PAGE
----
The very first Earth Day was celebrated on April 22, 1970, when what was planned as a national teach-in on U.S. college campuses to discuss environmentalism rapidly expanded into a day of protests across the country.
Around 20 million people mobilized to speak out against air pollution, oil spills and wildlife extinction. By the end of the year, the government had created the Environmental Protection Agency and passed the Clean Air and Occupational Health and Safety acts.
Now, 52 years later, Earth Day is observed worldwide, prompting international initiatives aimed at preserving and healing the planet.
Innovative makers around the globe are doing their part to reduce waste and combat climate change with sustainable design objects like reworked custom jewelry, furniture built from recycled materials and slow fashion. Take a look at these 12 items crafted with the earth in mind.
Jacqueline Barbosa Recycled-Gold Stud Earrings
Jewelry designer Jacqueline Barbosa aims to reduce the overconsumption of resources with her made-to-order business model. These knotted earrings are sustainably created exclusively for 1stDibs.
Wood Lighting Design Pendant Lamp
Wood Lighting Design, a father-daughter team based in Bend, Oregon, handmade this pendant using Newood. Fabricated from reconstituted natural wood fiber, the material has a sleek wood-grain pattern that lends itself well to the firm’s eco-friendly spin on mid-century modern style.
MORPHEW COLLECTION Silk Dress
Known for its vast stock of clothing by beloved brands like Versace and Roberto Cavalli, vintage fashion dealer Morphew also repurposes vintage textiles to create its own designs. Here, two silk scarves have been hand-stitched together to make a new garment that’s perfect for spring.
Monique Péan Diamond and Dinosaur-Bone Ring
This ring is one of a kind, made from fossilized dinosaur bone estimated to be 146 million to 156 million years old. Designer Monique Péan paired that unique material with a rare purple-pink brilliant-cut diamond, surrounding both with white pavé diamonds in a recycled oxidized platinum setting.
Alessandro Mendini Chaise Longue
Kick back and relax in eco-conscious style on this colorful, limited-edition outdoor chaise by Italian design master Alessandro Mendini. The pointillistic piece was created from polyethylene waste and can complement a lush garden or add to the fun by the pool.
Campana Brothers Wave Cabinet
In partnership with the Consulate General of Portugal, design duo the Campana Brothers crafted the undulating Wave cabinet using natural cork, the sustainable material the country is known for. The piece’s underlying structure is made of MDF (medium-density fiberboard), which is often fabricated from wood scraps that would otherwise be discarded.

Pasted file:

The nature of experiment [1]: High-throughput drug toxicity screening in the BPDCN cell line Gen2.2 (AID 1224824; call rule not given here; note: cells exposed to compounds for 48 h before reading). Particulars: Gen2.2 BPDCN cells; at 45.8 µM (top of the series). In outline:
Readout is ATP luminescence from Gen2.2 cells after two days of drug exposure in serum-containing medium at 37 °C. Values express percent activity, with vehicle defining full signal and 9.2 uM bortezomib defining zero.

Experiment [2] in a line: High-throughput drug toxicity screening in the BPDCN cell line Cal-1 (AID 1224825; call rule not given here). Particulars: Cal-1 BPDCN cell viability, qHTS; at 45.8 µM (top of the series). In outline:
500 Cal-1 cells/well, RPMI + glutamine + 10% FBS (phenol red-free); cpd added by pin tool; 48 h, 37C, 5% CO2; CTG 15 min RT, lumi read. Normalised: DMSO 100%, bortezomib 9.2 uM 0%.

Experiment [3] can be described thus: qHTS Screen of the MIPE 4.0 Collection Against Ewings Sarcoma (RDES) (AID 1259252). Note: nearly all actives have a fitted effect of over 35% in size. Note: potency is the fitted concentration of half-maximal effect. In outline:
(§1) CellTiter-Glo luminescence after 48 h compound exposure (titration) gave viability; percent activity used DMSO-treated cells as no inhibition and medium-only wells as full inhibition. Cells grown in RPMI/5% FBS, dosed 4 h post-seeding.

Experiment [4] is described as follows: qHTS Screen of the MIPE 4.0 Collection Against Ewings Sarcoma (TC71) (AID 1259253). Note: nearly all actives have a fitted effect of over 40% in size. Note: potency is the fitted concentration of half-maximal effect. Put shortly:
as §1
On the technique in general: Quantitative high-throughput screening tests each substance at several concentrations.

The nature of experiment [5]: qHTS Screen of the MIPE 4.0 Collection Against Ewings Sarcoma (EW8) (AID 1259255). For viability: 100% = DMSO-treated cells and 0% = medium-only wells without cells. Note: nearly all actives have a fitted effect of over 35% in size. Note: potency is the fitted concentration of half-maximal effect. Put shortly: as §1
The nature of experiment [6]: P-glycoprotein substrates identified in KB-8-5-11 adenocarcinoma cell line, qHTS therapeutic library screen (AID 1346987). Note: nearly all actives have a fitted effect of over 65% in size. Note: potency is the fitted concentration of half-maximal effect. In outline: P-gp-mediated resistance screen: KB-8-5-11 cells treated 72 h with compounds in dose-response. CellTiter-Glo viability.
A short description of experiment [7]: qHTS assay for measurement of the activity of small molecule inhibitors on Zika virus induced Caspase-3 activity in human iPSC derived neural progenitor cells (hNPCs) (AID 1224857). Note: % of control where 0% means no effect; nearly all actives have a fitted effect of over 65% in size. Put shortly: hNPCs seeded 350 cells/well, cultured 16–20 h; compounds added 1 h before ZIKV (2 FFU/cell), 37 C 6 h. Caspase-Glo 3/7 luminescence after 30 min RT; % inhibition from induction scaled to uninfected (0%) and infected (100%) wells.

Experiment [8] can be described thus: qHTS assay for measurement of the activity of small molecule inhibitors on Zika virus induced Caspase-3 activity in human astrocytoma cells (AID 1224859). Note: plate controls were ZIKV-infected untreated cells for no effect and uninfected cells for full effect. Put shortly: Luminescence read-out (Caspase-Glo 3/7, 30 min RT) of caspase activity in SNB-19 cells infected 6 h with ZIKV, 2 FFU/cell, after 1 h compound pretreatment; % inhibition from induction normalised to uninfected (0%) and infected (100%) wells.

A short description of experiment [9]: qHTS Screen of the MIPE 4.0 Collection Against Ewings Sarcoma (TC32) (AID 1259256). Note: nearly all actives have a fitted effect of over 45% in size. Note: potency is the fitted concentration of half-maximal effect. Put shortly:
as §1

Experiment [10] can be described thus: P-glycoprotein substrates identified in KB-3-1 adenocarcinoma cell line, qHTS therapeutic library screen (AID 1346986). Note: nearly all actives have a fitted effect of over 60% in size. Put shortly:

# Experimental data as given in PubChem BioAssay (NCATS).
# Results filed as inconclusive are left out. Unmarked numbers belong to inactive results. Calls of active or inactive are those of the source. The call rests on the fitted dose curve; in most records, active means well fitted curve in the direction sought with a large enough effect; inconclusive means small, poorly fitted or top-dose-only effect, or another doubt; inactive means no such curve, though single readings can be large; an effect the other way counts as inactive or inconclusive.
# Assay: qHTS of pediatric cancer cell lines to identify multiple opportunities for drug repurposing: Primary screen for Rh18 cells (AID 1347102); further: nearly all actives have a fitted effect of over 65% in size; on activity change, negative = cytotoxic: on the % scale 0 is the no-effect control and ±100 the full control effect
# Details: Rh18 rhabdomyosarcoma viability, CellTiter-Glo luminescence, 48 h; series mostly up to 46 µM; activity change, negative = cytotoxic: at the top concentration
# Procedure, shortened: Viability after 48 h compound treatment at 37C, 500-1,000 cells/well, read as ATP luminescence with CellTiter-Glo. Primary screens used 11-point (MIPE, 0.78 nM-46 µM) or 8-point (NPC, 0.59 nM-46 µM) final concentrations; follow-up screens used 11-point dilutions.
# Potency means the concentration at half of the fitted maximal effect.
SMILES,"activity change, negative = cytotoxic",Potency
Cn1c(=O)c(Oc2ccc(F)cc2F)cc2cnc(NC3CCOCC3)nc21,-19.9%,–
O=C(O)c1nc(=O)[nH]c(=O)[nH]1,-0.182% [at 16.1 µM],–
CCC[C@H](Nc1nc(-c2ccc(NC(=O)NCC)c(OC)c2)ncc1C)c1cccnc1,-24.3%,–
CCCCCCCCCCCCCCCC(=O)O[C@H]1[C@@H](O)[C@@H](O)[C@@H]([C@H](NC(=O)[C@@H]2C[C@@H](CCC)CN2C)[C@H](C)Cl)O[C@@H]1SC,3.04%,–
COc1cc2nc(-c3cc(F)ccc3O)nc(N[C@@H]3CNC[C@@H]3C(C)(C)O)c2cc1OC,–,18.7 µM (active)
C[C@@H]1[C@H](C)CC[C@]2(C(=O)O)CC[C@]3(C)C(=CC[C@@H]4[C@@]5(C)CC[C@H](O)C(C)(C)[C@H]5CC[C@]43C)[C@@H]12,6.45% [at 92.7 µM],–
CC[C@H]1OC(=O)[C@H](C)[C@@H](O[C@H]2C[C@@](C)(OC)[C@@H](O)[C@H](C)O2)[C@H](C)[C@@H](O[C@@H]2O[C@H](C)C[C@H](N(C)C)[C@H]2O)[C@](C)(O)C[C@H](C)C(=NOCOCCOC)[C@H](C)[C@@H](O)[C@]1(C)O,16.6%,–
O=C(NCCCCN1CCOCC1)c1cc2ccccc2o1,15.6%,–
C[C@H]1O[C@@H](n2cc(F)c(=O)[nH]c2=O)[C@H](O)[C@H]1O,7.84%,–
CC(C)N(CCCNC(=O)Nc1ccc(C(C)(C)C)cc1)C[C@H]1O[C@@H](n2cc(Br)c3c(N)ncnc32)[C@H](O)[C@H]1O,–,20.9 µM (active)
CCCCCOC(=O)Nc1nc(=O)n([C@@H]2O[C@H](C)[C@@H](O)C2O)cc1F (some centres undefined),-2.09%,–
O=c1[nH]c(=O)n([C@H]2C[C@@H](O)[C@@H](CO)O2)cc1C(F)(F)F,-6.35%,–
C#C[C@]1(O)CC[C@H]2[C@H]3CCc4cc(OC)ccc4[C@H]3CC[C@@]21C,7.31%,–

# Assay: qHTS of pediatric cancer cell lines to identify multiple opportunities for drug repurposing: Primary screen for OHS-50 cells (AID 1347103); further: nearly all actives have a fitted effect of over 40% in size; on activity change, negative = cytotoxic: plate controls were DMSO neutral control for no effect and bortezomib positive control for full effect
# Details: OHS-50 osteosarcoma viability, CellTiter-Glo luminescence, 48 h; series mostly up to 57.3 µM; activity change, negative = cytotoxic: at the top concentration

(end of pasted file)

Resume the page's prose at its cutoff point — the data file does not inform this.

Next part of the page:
Patricia Urquiola Patcha Rug
Patricia Urquiola’s hand-knotted Patcha rugs for cc-tapis are collages of rectangular shapes in varied textures. To create them, the celebrated Milan-based designer and architect uses surplus wool from the production of other carpets, embellished by silk left over from the making of Indian saris.
&New Jää Sofa and Table Set
The word jää has two meanings in Finnish: “ice” and “please stay.” Since minimalist makers Jo Wilton and Mirka Grohn, the British-Finnish team behind UK furniture company &New, devised the Jää sofa and tables from 100 percent postconsumer plastic, it’s safe to say they created and named this set with the fight against global warming in mind.
Clothilde Gosset Walnut and Brass Screen
Designer Clothilde Gosset crafted her screen using walnut wood sustainably sourced from French forests. Its natural grain enhances the carvings of trees and foliage with which the multidisciplinary artist embellished her piece.
Seven Stages of Degradation, by Louis Thompson and Sophie Thomas
British artist Louise Thompson and designer Sophie Thomas’s glass installation speaks volumes about our pollution of the seas. First shown at the Royal Academy London, the piece is composed of seven glass bottles, each topped with a plastic cap found on the beach, a comment on the lasting and pervasive presence of this manmade material in the ocean.
Diederik Schneeman Recycled-Plastic Mirror
This colorful mirror is part of a series of works made from discarded flip-flops washed up on the beaches of eastern Africa. The piece is a collaboration between designer Diederik Schneemann and the organization Ocean Sole, which helps local communities in Kenya gather and upcycle the sandal debris, using the profits from sales of the art and design objects to fund educational initiatives and clean up area coastlines.
Sustainable Environments, by Yenna Chan
Architect Yenna Chan’s illuminating hardcover delves into the details of eco-friendly homes. Color photos and architectural drawings provide insights into building with recycled, salvaged and sustainable materials and show the ways architects around the world rise to the challenge of creating beautiful spaces while reducing their environmental impact. As an added bonus, buying this book secondhand is a great way to help the planet too.